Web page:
D&D 5E House Rule Idea: Knowledge Checks Never Fail (they just might make things worse)

clearstream

(He, Him)
I've been playing a lot of Ironsworn, and one thing I like about it is that "failed" rolls make the world more interesting. For example, if you fail a Gather Information roll, you do learn information... just information that makes your quest more difficult! Let's say you're asking around the village about this mysterious warlord Ivor the Gray. If you roll well, you will learn something helpful in your quest to defeat him- like maybe he's deathly afraid of horses. But if you roll poorly, you still learn something. It's just something that is bad for you. Maybe Ivor the Gray has a pet giant that he lets smash his enemies? Or maybe he's wielding a legendary sword that kills with one touch.

Now Ironsworn is designed entirely around not planning out the adventures, and just playing to find out more about the world. But I'm thinking of doing something similar in my D&D games.

When a character rolls an Ability Check to find out if they know something, be it Arcana, History, Nature, Religion, whatever, and they roll well, I'm going to try to give them information that's really helpful. Maybe I'll even have the players brainstorm what it could be, and take their best idea.

But if they roll poorly, I'm not going to just say "You don't know anything." I'm going to give them information that makes the world a little more dangerous... even if I have to change the world to make it so!

To do this effectively, I'll probably borrow from the Ironsworn Oracle, which is basically a bunch of random tables. They have two tables for Actions and Themes that give results with wide interpretations, like "Transform Idea" or "Persevere Ally" or "Challenge War." If the characters roll high, I can use the table to figure out something in their favor ("You find out that Ivor is only going to war because he received a vision from his god, challenging him to take on the most difficult battles he can find."), and if they roll low I can use the table to figure out something that makes their quest more difficult ("You find out that not only is Ivor a skilled warlord, but your settlement is only the latest of a dozen felled towns in his bloody path. He seems unstoppable.")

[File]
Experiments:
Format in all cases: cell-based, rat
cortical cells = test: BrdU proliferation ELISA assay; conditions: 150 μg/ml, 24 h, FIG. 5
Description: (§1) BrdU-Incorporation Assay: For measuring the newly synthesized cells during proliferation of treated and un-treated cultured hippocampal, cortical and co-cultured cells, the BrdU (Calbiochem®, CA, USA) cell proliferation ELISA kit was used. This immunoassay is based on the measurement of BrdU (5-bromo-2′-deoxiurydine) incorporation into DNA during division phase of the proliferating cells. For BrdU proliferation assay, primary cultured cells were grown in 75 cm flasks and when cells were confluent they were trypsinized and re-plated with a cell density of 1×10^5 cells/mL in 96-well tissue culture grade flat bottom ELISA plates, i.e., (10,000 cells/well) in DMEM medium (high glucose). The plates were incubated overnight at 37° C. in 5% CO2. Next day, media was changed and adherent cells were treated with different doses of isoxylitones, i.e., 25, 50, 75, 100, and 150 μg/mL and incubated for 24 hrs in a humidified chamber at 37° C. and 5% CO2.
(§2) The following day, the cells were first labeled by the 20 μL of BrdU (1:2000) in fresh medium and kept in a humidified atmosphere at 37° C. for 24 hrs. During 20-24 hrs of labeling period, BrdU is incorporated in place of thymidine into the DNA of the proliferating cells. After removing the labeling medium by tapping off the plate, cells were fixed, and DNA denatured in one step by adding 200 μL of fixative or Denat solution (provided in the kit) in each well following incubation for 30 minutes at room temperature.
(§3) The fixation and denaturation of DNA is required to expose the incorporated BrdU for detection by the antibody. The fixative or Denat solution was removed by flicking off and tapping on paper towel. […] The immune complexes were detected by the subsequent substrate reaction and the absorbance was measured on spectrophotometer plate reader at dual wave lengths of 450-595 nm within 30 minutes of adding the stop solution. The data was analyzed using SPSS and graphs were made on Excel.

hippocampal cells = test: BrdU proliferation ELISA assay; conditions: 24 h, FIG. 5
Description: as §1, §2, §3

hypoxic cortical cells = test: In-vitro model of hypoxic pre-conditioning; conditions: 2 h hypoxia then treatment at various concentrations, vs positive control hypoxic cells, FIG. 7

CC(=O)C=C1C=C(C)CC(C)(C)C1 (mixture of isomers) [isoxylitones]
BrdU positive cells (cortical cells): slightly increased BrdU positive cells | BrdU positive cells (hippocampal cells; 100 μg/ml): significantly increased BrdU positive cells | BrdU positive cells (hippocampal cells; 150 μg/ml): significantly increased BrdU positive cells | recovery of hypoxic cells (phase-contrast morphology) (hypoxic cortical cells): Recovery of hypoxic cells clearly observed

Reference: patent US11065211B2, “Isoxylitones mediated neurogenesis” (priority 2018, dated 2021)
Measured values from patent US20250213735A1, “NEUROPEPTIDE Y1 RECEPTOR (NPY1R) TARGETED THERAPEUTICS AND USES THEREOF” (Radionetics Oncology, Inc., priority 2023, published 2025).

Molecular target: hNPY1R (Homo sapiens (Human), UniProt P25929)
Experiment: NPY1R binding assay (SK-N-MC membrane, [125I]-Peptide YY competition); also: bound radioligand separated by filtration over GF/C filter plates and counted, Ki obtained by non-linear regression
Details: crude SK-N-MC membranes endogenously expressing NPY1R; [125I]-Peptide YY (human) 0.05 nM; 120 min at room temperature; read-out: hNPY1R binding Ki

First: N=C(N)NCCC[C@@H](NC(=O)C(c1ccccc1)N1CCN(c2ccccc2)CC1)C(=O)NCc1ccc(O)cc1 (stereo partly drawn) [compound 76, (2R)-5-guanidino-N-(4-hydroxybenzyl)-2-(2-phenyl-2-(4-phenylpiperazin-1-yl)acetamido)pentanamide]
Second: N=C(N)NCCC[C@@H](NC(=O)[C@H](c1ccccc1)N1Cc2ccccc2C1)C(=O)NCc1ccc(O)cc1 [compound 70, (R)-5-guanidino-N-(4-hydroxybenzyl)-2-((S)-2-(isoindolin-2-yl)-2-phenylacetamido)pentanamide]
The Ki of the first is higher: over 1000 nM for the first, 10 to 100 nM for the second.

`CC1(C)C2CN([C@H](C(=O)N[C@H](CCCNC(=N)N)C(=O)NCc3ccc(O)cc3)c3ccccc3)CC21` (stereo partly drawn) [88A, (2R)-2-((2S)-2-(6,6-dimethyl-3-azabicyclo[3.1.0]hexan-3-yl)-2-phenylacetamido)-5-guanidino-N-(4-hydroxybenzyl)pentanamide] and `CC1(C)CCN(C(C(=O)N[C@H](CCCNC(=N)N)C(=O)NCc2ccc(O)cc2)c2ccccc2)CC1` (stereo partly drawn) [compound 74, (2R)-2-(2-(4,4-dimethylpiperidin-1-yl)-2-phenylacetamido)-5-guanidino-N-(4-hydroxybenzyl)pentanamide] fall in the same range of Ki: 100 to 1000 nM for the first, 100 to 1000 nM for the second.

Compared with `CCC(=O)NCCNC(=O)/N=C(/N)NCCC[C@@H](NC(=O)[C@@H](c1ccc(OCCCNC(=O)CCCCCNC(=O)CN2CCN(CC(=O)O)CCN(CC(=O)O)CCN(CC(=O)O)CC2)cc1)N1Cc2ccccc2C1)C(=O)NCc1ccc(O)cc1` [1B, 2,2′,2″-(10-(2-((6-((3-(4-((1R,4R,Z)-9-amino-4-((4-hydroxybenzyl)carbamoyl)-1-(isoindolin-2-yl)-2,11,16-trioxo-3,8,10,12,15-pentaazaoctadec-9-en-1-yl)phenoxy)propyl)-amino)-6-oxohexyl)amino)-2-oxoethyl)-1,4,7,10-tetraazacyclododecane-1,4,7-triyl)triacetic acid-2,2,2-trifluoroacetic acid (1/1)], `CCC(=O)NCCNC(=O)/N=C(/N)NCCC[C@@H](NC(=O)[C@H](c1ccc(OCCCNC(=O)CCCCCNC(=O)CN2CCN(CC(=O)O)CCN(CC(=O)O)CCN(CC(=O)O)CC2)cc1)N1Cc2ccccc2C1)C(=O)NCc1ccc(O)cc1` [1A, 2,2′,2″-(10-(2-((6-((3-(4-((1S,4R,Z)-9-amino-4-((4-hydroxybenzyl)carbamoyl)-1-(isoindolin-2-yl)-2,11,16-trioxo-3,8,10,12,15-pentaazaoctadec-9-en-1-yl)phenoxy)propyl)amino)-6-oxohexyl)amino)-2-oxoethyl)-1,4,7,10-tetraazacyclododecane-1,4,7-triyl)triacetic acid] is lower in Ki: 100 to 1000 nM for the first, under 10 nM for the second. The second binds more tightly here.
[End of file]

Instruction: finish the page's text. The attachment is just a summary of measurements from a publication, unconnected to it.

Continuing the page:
I know this goes somewhat against D&D's style of "the players uncover realities about the world already set by the DM," but I think it could also be a lot of fun!
It seems highly consonant with the rules in DMG237, to me.
 

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Hriston

Dungeon Master of Middle-earth
So I got to try this out tonight and... It went great!

A character's awesome Arcana Check gave a big clue to a puzzle they were solving, and another character's high Religion Check revealed a secret door hidden behind a frieze.

The players also really appreciated that their characters would never "know nothing" when making the check- they really preferred the idea of complications as a consequence instead.
Awesome! I’d love to hear some details about how this played out at the table.
 

BookTenTiger

He / Him
I've now been using this house rule for a number of sessions and it's working really well!

Some things that are great about it:

1) The players can trust that they will always get some information that's true.

2) There is a risk to the roll, which prevents players from spamming knowledge checks.

3) It leads to interesting adventure hooks.

Some recent examples...

The players came upon statues of dragonborn druids. A History Check (below 10) reveals that they represent the Circle of the Talon, a druid circle that worshipped dragons, and they're all dead now... and haunting the dungeon! I hadn't planned on ghosts, but now I threw some vengeful spirits into the mix. The characters were able to use their social skills to calm the spirits and actually wound up receiving clues to help them complete the dungeon.